Research Training Group SCARE

Internal Colloquium

Heinrich Ody:
Model Checking of Controllers for Traffic Manoeuvres with Imperfect Information

Fully automated driving of cars on a motorway has gained much visibility to the general public over the last years. However, to be usable the safety of the system, consisting of hardware and software, needs to be certified. Formal verification has been identified as a usable approach to ensure such safety requirements.

To prove safety of a self-driving car we first have to model the car and the environment of the car in a formal system. Then we prove in this formal system that all unsafe states are not reachable. This is difficult, because the continuous dynamics and the discrete logic make the car a hybrid system, which are difficult to analyse. Furthermore, the other cars also are hybrid systems, which makes the complete model a system of systems.

Multi-Lane Spatial Logic (MLSL) is a dedicated formal system to reason about spatial properties, such as collision freedom, of traffic manoeuvres on a motorway from the local perspective of a car. We can model the controller of a car in MLSL. While there already exist proofs of safety for controllers of traffic manoeuvres modelled in MLSL, these proofs were found manually and in these proofs all data is assumed to be correct. This is an unrealistic assumption.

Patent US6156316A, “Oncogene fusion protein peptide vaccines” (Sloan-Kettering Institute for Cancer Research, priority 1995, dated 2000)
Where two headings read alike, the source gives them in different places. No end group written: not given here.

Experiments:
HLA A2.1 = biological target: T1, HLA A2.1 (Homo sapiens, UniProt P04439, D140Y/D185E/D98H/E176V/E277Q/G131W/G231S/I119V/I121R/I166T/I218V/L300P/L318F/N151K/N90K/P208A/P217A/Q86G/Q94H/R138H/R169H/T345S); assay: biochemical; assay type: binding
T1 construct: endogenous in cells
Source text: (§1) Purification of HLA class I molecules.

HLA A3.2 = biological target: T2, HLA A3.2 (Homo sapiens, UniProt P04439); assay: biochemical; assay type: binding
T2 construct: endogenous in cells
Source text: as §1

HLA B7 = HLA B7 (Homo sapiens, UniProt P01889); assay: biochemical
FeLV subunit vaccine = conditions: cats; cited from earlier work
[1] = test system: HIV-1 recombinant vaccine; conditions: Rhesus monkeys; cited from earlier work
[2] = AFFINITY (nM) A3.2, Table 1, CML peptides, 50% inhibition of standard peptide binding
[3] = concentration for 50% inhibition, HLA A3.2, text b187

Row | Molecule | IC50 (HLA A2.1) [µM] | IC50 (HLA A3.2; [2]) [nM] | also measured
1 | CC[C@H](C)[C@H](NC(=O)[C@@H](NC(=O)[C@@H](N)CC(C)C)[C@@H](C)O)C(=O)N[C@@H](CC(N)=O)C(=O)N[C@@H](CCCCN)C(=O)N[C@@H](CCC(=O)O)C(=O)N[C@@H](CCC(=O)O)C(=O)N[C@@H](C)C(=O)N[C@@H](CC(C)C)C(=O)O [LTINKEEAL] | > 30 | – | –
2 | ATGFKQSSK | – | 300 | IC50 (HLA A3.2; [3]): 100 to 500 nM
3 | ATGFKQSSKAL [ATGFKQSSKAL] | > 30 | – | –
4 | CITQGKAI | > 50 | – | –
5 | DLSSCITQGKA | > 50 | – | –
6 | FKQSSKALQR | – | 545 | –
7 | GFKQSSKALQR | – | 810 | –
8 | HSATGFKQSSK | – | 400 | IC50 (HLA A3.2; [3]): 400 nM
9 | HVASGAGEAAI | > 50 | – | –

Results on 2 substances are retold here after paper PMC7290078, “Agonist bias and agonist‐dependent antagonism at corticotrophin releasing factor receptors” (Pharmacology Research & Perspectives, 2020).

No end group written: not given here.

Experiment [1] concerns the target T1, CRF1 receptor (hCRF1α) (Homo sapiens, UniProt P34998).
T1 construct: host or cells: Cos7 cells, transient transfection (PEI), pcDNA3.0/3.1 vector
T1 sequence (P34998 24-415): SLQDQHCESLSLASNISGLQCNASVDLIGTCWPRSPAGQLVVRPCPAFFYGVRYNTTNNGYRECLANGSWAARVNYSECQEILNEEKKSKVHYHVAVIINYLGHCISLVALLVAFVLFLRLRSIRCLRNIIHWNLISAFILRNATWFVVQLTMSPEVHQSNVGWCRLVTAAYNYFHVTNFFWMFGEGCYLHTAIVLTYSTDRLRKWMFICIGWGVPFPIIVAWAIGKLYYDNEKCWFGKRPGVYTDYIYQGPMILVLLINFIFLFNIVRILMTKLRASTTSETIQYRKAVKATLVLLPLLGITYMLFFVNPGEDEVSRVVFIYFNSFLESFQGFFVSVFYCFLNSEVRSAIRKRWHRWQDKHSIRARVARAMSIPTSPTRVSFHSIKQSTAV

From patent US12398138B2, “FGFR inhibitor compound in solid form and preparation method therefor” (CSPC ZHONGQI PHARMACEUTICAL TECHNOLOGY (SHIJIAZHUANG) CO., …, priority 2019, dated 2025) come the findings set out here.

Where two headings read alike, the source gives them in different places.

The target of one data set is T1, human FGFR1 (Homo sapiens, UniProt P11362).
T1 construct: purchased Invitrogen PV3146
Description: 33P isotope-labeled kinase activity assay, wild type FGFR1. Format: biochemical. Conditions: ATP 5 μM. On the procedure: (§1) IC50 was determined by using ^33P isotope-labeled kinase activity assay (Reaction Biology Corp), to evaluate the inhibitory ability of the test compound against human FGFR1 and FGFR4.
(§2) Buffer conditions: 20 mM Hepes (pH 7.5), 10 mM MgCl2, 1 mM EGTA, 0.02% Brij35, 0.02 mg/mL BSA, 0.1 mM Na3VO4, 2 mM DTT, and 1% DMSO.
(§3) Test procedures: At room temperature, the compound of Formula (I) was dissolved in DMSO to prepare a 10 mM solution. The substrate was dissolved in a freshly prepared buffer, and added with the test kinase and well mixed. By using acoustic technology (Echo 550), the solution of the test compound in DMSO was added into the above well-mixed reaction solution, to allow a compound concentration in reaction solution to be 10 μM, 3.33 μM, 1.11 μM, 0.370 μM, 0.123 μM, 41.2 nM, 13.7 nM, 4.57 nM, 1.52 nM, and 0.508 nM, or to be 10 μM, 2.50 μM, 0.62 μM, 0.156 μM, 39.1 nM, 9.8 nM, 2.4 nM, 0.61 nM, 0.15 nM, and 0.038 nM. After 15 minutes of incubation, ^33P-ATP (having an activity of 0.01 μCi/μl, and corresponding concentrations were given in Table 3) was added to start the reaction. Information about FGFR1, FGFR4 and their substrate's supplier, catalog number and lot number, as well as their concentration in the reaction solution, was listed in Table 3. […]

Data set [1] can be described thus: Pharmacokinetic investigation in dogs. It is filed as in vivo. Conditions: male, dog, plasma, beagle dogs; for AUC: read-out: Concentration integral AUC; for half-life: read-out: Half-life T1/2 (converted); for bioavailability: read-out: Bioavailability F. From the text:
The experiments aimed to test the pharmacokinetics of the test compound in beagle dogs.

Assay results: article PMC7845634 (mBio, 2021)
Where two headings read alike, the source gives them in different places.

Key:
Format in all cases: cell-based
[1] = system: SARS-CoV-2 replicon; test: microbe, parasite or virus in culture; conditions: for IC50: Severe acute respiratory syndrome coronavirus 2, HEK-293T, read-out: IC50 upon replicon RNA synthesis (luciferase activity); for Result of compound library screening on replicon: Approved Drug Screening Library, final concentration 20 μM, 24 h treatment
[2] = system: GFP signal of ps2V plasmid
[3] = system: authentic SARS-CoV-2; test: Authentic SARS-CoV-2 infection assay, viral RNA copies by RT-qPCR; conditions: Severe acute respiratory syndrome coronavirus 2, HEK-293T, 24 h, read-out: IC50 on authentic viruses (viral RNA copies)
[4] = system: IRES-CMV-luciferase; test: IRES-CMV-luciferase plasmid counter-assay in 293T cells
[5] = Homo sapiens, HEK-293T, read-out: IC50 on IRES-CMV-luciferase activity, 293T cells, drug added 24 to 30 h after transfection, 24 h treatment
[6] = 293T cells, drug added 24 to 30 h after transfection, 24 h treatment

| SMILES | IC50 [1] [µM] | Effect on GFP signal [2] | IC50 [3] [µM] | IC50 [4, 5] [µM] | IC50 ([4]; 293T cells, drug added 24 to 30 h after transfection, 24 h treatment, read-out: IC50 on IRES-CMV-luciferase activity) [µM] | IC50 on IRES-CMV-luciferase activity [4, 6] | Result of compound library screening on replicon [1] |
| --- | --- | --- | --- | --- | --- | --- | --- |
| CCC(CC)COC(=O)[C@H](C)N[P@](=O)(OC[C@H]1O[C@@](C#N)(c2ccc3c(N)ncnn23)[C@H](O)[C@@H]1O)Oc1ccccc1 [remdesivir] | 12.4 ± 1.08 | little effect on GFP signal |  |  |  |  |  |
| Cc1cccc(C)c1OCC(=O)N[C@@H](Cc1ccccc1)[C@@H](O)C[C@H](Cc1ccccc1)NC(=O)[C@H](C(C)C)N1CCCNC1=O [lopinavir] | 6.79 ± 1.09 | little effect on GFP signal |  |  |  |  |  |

In this thesis we develop methods to automatically prove safety of the controller of a self-driving car. In our proofs we pay special attention to the fact that often the controller has to work with imperfect data.

We automate proving safety of controllers of self-driving cars, while allowing for two different kinds of errors. The first kind of error is that some cars may not be visible to the car under consideration, e.g. because they are hidden by another car. The second kind of error is that spatial information, such as distances, may be known only approximately, e.g. because the sensors are not perfect. We extend MLSL to be able to reason about safety despite these kinds of errors. Additionally, we
study meta-logical properties of MLSL with our extension, such as whether satisfiability is decidable.